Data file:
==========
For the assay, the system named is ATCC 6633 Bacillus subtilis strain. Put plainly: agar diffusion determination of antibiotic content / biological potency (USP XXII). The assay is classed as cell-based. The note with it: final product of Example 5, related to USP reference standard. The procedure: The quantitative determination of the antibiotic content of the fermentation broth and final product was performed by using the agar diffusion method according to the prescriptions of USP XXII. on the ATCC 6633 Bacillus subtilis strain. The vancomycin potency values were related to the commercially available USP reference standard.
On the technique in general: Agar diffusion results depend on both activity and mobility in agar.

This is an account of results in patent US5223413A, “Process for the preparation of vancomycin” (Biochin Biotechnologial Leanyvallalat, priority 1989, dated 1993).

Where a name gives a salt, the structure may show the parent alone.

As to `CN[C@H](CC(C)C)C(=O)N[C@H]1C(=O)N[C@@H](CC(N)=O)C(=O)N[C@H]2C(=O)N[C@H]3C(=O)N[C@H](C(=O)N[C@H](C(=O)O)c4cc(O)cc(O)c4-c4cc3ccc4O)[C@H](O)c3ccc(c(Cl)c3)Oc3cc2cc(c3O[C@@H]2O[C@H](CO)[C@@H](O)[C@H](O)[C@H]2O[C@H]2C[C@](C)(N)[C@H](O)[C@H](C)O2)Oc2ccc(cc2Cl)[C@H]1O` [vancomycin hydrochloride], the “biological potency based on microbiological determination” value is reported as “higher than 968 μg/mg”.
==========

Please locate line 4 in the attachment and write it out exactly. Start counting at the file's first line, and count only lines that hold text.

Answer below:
Where a name gives a salt, the structure may show the parent alone.